Alan summoned his fellow Breton soldiers, whom he’d long paid not with the onerous Danegeld, but out of his own ample pockets. They marched south, defeating baron after baron and forcing their surrender, eventually meeting the King outside London. But much of England remained in the hands of the strongest magnates: Odo, Robert and Earl Roger de Montgomery, who were supported by Geoffrey Montbray (the Bishop of Coutances) and his nephew Robert Mowbray (Earl of Northumbria).

    Alan and Odo had often fallen out on the issue of the treatment of the English. Alan’s father was a cousin of Edward the Confessor, and one entry in Domesday states that in 1065 “Alan” had owned a farm of 120 acres (still extant) in Wyken, Suffolk. Alan often retained the old English lords on their lands, or compensated them materially for their losses. Almer of Bourn, a possible survivor from among the royal thanes in Earls Gyrth’s and Leofwine’s entourage, was one of Alan’s favourites, as were the Anglo-Danes of Yorkshire (particularly those with Cumbrian descents who were, after all, ancient kin to the Bretons). Alan had even gone to the length of excluding Norman lords from his lands in Yorkshire.

    So when the King promised good government and cash rewards to the English if they would support him, the people knew that Alan, known to those he’d helped as “our friend”, was with the King, but Odo, their worst oppressor, was in rebellion. Here was their chance to achieve vengeance, appear loyal, be blessed by churchman appointed and approved by their Norman masters, and be financially rewarded, all at the same time; with hope of better times ahead – finally.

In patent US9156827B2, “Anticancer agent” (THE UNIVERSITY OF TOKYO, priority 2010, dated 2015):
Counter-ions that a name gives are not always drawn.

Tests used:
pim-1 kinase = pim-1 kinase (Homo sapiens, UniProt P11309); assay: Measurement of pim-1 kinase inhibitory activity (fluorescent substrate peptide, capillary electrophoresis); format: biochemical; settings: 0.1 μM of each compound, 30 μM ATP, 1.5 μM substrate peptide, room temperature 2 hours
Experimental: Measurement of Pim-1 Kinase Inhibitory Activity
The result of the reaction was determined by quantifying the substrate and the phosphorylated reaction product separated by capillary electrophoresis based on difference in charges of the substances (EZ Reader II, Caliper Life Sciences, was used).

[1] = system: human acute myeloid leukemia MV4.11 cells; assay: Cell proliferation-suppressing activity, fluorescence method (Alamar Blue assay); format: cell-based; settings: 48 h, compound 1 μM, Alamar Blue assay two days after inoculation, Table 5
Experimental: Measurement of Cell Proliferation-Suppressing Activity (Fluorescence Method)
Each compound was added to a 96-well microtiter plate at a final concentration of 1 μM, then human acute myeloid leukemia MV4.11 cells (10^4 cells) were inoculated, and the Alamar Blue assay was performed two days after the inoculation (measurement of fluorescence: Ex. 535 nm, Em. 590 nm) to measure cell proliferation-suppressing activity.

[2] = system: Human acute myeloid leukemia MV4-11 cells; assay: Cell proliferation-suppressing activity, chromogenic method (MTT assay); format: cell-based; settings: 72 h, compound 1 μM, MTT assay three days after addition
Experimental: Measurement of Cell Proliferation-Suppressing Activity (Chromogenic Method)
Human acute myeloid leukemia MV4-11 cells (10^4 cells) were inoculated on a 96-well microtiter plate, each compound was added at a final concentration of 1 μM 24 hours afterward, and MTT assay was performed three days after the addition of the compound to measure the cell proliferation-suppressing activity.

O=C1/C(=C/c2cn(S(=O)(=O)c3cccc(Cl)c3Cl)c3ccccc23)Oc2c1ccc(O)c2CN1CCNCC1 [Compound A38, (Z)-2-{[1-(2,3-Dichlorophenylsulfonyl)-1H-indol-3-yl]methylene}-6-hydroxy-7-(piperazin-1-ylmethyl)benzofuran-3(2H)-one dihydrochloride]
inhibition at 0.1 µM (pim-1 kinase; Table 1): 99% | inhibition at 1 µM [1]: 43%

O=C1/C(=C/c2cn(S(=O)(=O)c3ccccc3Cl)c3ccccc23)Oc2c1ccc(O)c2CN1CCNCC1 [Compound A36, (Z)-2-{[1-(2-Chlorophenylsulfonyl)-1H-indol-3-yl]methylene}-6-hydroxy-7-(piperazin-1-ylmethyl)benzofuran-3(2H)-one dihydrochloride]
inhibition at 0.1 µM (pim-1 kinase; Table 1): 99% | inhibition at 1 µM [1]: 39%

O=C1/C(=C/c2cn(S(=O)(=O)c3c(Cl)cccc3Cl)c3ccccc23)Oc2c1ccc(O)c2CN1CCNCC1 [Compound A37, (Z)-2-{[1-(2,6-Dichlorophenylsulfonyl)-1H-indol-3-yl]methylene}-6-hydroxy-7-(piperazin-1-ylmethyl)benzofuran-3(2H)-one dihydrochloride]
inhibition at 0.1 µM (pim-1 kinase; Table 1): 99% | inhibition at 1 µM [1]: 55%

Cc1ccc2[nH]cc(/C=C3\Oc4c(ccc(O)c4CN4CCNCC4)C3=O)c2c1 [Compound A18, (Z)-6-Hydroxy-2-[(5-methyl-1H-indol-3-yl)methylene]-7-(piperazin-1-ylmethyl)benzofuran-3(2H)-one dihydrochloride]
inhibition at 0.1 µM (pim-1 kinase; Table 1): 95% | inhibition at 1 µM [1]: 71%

The English rose up in the midlands and the south-west and, astonishingly, defeated the rebel armies. Just as satisfyingly, the English navy sank the advance fleet of Duke Robert “Curthose”, and captured the survivors. This was how 1066 should have been.

    Earl Roger, sensing a change in the wind, pretended to change sides, while waiting to see how things would turn out. William II’s royal army pursued Bishop Odo and Count Robert from Rochester to Pevensey, and captured Pevensey Castle. Odo agreed to order Rochester castle to surrender; when he and his escort reached there, he duly spoke the words, but his facial expression told a different story, and the men of the castle seized the escort and brought Odo in. The ensuing siege of Rochester could have gone on for months, even though all the roads were blocked by siege engines, but a pestilence forced Odo’s surrender.

    The English bayed for Odo to be hanged, and William would gladly have acceded, but his advisers (Alan) proposed he be sent into exile for life (perhaps to cause mischief in Normandy instead?), a suggestion that evidently ticked all the right boxes.

    As for the other rebels, were they not old and foolish, or young and naive, and thus to be forgiven? Magnamity to the defeated would prove their fears unfounded and likely seal their loyalty; moreover, their support might prove very useful in future. (Invasions of Normandy, anyone?)

  3. fitzg

    From William’s era as Duke of Normandy, through his son, William “Rufus” to the Angevin kings, “blood ties” were intercepted by ambition and other motivations. Chronicles are valuable; however, Ordericus was writing this portion of the Historium Ecclesiastica well after this era. Which does not indicate that his historical chronicle should be discredited.

    Geoffrey, I’ve bookmarked this to read your response more closely. I have the 50-year-old Douglas biography of William l, but must read your comment more exhaustively, as I think you’ve researched this era in more depth than I have.